I think for most women, morning sickness is a mixed bag – a blessing and a curse if you will. It would be nice to know that those barfy feelings are somehow contributing to towards a healthy pregnancy, wouldn’t it?

I recently came upon a study (from 2000) that shows morning sickness does, in fact, serve an actual beneficial function for both mama and baby, which may be some consolation to the women currently in the throes of it. According to the study performed by Cornell University evolutionary biologists Samuel M. Flaxman and Paul W. Sherman, morning sickness, or what they report as NVP (nausea and vomiting in pregnancy), “is Mother Nature’s way of protecting both mother and fetus from food-born illness and also shielding the fetus from chemicals that can deform fetal organ at the most critical time in development.”

The analysis of hundreds of studies covering tens of thousands of pregnancies suggests that morning sickness and the aversion to potentially harmful foods is the body’s way of preserving wellness of the mother at a time when her immune system is naturally suppressed (to prevent rejection of the child that is developing in her uterus) and has reduced defenses against food-borne pathogens.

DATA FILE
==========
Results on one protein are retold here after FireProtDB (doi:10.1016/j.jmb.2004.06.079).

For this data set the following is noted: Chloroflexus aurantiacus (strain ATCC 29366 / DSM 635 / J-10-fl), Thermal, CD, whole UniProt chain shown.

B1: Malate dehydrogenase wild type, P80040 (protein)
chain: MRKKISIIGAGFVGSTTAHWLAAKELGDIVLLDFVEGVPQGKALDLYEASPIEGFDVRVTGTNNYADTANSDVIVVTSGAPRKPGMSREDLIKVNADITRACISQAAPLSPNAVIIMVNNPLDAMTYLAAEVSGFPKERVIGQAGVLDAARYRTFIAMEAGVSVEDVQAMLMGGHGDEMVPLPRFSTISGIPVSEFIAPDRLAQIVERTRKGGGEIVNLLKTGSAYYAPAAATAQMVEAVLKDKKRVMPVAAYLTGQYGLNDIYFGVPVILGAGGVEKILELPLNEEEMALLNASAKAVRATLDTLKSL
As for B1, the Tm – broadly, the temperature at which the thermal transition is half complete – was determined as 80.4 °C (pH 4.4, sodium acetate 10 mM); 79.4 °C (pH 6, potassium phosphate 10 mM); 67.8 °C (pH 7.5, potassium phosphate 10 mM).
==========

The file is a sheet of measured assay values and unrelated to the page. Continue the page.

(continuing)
By creating food aversion, NVP also protects against toxins from microorganisms and other teratogenic (fetal organ-deforming) chemicals, Sherman says. “At that same time, in the first trimester of pregnancy, the cells of the tiny embryo are differentiating and starting to form structures. Those developing structures and organ systems — such as arms and legs, eyes and the central nervous system — at this critical stage of a new life could be adversely affected by the teratogenic phytochemicals in some food plants,” Sherman says. These chemicals are secondary compounds that plants make to defend themselves against disease and insects.

I’d like to think that if I were pregnant these findings would make me slightly more appreciative of my daily dry heaves. Of course that’s easy for me to say now since my cereal stays down every morning.

Steph at Adventures in Babywearing, on the other hand, who recently announced that she’s expecting baby number four, is dealing with morning sickness and would rather be in bed than keeping up with housework. Hey, I feel that way most days too and I’m not even pregnant. 😉